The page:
The project, which continues to be the only one of its type in the world, incorporates major PV industry innovations. Two different types of trackers have been used for three different types of modules with the aim of analysing both efficiency and productivity. For this, Soltec has specifically designed two different tracker models to maximise the production of the modules used: in the first place, conventional polycrystalline; and secondly, polycrystalline with electronic optimisation which improves efficiency under certain conditions. Lastly, bifacial technology which is the most important type of module at this solar plant.

As a result of this project, Soltec has developed the first solar tracker with bifacial modules specifically designed for industrial plants. This tracker maximises the PV yield of the bifacial module thanks to the fact it makes use of the solar energy reflected on the ground. Bifacial panels have the capacity to harvest this diffuse energy. For conventional modules and optimised modules, Soltec has designed and installed a solar tracker configured with 4 rows of 19 modules in a horizontal layout.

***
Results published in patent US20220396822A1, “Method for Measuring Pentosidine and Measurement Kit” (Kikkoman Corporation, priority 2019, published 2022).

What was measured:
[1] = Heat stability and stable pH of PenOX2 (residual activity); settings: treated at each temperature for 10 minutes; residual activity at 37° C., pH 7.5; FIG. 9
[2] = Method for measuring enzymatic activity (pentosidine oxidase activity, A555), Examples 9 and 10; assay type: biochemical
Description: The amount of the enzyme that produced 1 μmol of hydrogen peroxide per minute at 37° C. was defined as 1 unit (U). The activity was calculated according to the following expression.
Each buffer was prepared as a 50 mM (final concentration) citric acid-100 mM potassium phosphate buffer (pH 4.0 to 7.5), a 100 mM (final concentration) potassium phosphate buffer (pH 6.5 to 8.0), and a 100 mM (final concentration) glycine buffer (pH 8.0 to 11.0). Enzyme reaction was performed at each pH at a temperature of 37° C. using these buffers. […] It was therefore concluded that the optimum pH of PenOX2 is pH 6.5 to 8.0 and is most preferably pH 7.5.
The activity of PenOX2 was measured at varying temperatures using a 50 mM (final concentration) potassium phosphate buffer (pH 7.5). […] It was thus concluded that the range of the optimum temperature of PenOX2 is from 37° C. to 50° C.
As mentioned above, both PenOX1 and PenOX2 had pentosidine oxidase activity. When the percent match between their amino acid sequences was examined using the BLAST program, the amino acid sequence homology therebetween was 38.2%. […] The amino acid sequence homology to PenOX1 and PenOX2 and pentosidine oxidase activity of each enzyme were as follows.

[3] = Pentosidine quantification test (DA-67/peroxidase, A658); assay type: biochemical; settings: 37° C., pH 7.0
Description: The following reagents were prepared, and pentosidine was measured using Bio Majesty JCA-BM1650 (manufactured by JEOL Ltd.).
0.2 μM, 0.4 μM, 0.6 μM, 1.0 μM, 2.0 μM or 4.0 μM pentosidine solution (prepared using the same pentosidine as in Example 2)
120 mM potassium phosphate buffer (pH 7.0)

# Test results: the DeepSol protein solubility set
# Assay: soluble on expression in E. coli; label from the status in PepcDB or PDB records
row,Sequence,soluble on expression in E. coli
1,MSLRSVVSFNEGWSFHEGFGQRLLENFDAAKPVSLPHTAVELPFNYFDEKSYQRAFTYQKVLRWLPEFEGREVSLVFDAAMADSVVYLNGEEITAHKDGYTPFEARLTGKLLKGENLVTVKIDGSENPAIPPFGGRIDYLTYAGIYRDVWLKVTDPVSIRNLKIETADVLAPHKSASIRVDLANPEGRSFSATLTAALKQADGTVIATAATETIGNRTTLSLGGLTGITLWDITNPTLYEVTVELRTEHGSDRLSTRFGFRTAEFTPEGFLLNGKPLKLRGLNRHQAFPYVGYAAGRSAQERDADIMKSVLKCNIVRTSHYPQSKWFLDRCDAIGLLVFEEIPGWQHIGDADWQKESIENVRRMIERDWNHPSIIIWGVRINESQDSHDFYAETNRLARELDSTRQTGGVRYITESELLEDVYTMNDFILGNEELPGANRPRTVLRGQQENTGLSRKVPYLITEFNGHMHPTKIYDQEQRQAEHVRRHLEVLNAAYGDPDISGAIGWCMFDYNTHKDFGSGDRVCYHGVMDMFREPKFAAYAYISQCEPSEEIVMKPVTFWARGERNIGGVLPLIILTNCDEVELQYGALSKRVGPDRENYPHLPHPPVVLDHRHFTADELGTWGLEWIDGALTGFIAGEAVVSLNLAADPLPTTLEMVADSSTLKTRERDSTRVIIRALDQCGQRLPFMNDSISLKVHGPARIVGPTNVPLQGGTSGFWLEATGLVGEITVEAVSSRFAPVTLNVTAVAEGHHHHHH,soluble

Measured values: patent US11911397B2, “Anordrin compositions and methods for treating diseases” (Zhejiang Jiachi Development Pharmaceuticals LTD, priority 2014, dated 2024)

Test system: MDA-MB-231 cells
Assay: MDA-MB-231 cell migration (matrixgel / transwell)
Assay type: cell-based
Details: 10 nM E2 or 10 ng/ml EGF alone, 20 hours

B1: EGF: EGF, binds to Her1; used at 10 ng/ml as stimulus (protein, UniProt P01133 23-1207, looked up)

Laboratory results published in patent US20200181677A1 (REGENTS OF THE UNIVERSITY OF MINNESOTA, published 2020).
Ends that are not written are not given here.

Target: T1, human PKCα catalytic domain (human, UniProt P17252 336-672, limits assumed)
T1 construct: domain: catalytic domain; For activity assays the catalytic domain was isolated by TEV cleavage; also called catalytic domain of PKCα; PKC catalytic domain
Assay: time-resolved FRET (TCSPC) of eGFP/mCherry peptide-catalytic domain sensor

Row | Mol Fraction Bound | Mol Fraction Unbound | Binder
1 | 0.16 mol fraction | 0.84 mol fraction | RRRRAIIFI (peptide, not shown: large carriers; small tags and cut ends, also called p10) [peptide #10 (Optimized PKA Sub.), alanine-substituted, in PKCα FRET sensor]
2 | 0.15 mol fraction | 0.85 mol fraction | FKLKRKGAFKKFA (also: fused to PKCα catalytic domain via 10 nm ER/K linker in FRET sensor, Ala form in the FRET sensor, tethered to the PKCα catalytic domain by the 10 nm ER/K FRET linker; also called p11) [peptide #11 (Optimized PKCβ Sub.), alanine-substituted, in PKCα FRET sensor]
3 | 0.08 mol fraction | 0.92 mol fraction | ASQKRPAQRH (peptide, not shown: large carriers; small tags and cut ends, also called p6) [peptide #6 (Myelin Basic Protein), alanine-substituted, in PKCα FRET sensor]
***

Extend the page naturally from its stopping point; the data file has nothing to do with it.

Moreover, the standard design of the solar trackers from Soltec offers one of the highest tolerance levels to gradients on the market: up to 17% in a N-S orientation, thereby minimising earthworks, trench laying and internal roads. The selected configurations create spacious aisles which make O&M work more efficient.

The entire implementation and development of new technologies reflect the research mission of the plant. The project developer, Enel Green Power, decided to use this plant as an experimental field in which to test different technologies under real conditions in order to improve the future of PV production.

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China’s Huawei Technologies Co Ltd has established a team in Spain for its solar string inverter division, Huawei FusionSolar, in a bid to seize opportunities in the country’s growing PV market. Huawei has said that Spain would be the priority market for the business unit, which already has a team of 15 in the sales and pre-sales departments.

Last year, Spain installed 261.7 MW of new PV capacity, a 94% increase compared to the previous year and up by 500% compared to the 2016 installations, Huawei said citing data by the Spanish Photovoltaic Union (UNEF). The Spanish PV market could grow up to, or even surpass, EUR 5 billion (USD 5.7bn), the Chinese company added.

In 2018, engineering, procurement and construction (EPC) firm Grupotec selected Huawei as the supplier of string inverters for a series of Spanish solar projects with a combined capacity of 168 MW. Huawei expects to negotiate new contracts in Spain throughout the year eyeing an order volume of more than 3 GW. It also intends to grow its business through government-awarded projects and power purchase agreements (PPAs) with private companies, as well as offer solutions for self-consumption schemes.